The close relationship shared by photography and literature is the focus of the summer 2019 issue of Camera Austria International. Some contributions gathered here take a literary approach, others a photographic one, yet all explore what is playing out at the interface between the two mediums and the ensuing narratives. Documentary photos unfold as adventurous narratives about German history or as seemingly absurd domestic scenes, while literary texts in turn make the poetics of the photographic image tangible.
Écrire la vie—writing life—is the name of the volume released in 2011 by Gallimard which compiles a large portion of the texts published by the French author Annie Ernaux up to that year. In many of these books, the autobiographical writing of her life takes place not only on a written plane, but also through the medium of photography. At times it becomes evident on the pages, at other times through the content and materiality as described by the author, who sets out to make readers aware of a certain moment and to lend form to that which has passed. “In literature, she represents the same claim to reality as analogue photography by conjuring up the having-been-there of the speakers in order to subject it to a sociobiographical reading,” writes Katharina Sykora in her analysis of the photographic approaches found in the books by Ernaux.
Another form of narrative is developed in the work of the artist Jens Klein. To this end, he scrutinizes photographs from public and private archives, liberating them from their historical and social context. Christin Müller, in her contribution, traces Klein’s treatment of archival photographs and examines how partially speculative stories about the past are spun through this decontextualization of the individual images and their rearrangement in series, even balancing out the documentary character of the photographs: “Manifesting there is a vacuum which strongly urges us to fill it with stories. The images thus become planes of reflection for a fictitious activity that has little to do with the past and much more to do with our mindscape.”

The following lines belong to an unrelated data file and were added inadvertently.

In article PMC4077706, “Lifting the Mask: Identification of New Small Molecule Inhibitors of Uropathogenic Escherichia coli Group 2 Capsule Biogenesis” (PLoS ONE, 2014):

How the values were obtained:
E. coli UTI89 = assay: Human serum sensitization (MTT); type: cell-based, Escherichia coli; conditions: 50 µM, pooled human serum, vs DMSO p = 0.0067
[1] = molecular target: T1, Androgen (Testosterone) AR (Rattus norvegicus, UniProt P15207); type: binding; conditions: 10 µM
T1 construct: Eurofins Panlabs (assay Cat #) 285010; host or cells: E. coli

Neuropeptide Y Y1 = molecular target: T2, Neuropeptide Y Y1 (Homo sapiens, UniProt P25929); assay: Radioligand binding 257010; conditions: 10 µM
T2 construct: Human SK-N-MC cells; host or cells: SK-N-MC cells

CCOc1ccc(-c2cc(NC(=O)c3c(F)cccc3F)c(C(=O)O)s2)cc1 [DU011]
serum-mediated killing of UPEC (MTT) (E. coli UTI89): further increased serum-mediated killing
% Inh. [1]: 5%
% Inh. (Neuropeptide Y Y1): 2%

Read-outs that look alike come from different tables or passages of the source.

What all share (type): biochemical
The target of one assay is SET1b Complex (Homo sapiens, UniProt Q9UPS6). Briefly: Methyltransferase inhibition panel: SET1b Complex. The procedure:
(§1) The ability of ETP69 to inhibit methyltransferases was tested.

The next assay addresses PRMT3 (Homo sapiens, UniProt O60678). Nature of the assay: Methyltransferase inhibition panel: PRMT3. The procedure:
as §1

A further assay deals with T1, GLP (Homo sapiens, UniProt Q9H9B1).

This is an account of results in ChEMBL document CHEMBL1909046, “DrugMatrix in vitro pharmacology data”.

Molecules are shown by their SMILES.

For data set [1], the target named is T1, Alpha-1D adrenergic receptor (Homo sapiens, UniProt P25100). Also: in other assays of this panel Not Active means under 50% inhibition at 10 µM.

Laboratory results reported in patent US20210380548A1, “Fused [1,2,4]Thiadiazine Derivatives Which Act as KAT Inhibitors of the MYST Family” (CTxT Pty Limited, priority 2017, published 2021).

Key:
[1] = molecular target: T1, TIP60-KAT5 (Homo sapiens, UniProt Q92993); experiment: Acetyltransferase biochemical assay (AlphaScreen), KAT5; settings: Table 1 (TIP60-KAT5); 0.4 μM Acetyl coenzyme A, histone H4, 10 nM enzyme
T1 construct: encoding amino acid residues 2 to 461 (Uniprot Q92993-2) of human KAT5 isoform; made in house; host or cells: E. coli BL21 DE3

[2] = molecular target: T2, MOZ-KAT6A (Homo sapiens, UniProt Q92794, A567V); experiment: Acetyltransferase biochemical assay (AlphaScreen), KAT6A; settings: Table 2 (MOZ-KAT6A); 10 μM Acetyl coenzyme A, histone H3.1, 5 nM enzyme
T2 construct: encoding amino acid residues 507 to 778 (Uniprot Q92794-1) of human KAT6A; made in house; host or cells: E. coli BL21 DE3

The American poet Eileen Myles has developed, for Camera Austria International, a contribution titled “the escalator” (2019) which constellates quotidian scenes from Myles’s surroundings and her home through an interplay of image and text. Myles, who discerns “the other side of poetry” in Instagram, makes no effort to carve out the special facets of everyday life in these photos. Instead, she shows life in its manifest banality through quickly shot, technically flawed pictures. “I feel like what I do in poems I also do in photographs, which is to say that I’m wanting them to carry the sense of moving through the world, with stuff being apprehended awkwardly and indirectly rather than straight on.”
In her photographic practice, which is based on precisely choreographed stagings, Joanna Piotrowska focuses on family structures and everyday gestures, on how both are entangled in political, economic, social, and cultural contexts. In his text, Alexander García Düttmann immerses himself in the spaces, gestures, and structures portrayed by Piotrowska and investigates how the contemporary is defined today: “This artist pushes the act of photographic representation to the limits of irrefutable evidence, especially in that the images often indicate an absence instead of a presence.”